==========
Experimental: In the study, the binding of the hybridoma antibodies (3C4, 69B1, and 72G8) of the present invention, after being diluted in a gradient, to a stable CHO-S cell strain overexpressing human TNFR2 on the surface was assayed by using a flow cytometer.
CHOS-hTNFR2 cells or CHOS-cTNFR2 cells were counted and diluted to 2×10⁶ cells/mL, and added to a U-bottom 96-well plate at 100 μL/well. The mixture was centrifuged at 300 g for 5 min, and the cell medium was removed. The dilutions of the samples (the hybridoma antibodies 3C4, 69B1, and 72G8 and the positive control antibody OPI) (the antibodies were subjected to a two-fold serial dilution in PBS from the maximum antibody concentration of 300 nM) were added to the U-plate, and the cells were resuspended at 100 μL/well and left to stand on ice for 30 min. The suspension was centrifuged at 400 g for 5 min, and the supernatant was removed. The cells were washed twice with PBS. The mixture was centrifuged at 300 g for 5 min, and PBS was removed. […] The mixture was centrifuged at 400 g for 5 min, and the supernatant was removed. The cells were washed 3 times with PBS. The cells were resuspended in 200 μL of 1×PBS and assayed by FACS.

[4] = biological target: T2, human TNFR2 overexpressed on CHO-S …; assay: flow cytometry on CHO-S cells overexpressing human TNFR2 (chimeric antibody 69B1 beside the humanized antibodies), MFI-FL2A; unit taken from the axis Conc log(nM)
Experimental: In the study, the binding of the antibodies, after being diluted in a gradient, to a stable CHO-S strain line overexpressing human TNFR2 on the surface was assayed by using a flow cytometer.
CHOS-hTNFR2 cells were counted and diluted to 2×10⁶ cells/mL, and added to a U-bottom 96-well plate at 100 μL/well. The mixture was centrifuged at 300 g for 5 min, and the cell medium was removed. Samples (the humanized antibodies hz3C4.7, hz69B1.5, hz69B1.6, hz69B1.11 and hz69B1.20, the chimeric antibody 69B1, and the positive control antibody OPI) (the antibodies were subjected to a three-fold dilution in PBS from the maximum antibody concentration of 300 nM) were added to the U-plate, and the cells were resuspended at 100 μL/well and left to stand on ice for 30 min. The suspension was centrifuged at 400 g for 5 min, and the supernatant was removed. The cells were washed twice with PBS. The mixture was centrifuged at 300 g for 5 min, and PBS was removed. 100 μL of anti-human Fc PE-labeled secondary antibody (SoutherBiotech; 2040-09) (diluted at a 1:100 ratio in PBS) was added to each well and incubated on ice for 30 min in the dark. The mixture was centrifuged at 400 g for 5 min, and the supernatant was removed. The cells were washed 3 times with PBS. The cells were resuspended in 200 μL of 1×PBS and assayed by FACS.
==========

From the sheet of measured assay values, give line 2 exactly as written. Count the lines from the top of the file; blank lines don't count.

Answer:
CHOS-hTNFR2 cells or CHOS-cTNFR2 cells were counted and diluted to 2×10⁶ cells/mL, and added to a U-bottom 96-well plate at 100 μL/well. The mixture was centrifuged at 300 g for 5 min, and the cell medium was removed. The dilutions of the samples (the hybridoma antibodies 3C4, 69B1, and 72G8 and the positive control antibody OPI) (the antibodies were subjected to a two-fold serial dilution in PBS from the maximum antibody concentration of 300 nM) were added to the U-plate, and the cells were resuspended at 100 μL/well and left to stand on ice for 30 min. The suspension was centrifuged at 400 g for 5 min, and the supernatant was removed. The cells were washed twice with PBS. The mixture was centrifuged at 300 g for 5 min, and PBS was removed. […] The mixture was centrifuged at 400 g for 5 min, and the supernatant was removed. The cells were washed 3 times with PBS. The cells were resuspended in 200 μL of 1×PBS and assayed by FACS.